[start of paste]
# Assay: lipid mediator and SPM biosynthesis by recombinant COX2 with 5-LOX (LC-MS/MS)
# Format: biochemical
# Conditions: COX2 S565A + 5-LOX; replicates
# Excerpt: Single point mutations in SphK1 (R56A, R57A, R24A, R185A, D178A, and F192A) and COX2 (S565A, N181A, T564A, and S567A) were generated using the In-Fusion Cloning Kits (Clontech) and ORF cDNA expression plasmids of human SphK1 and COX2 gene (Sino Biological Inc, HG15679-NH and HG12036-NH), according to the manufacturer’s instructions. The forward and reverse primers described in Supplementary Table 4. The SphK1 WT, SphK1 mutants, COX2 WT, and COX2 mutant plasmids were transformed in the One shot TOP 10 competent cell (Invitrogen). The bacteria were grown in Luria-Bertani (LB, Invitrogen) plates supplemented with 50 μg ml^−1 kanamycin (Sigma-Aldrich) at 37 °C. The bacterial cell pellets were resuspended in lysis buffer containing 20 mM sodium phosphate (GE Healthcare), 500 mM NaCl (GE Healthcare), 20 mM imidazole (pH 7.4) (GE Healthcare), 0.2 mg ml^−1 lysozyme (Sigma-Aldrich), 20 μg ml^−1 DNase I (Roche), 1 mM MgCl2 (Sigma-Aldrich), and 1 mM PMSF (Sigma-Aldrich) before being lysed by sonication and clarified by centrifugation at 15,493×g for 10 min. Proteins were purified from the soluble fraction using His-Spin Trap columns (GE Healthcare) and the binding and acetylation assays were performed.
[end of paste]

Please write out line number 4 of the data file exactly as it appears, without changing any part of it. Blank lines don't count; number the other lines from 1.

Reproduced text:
# Excerpt: Single point mutations in SphK1 (R56A, R57A, R24A, R185A, D178A, and F192A) and COX2 (S565A, N181A, T564A, and S567A) were generated using the In-Fusion Cloning Kits (Clontech) and ORF cDNA expression plasmids of human SphK1 and COX2 gene (Sino Biological Inc, HG15679-NH and HG12036-NH), according to the manufacturer’s instructions. The forward and reverse primers described in Supplementary Table 4. The SphK1 WT, SphK1 mutants, COX2 WT, and COX2 mutant plasmids were transformed in the One shot TOP 10 competent cell (Invitrogen). The bacteria were grown in Luria-Bertani (LB, Invitrogen) plates supplemented with 50 μg ml^−1 kanamycin (Sigma-Aldrich) at 37 °C. The bacterial cell pellets were resuspended in lysis buffer containing 20 mM sodium phosphate (GE Healthcare), 500 mM NaCl (GE Healthcare), 20 mM imidazole (pH 7.4) (GE Healthcare), 0.2 mg ml^−1 lysozyme (Sigma-Aldrich), 20 μg ml^−1 DNase I (Roche), 1 mM MgCl2 (Sigma-Aldrich), and 1 mM PMSF (Sigma-Aldrich) before being lysed by sonication and clarified by centrifugation at 15,493×g for 10 min. Proteins were purified from the soluble fraction using His-Spin Trap columns (GE Healthcare) and the binding and acetylation assays were performed.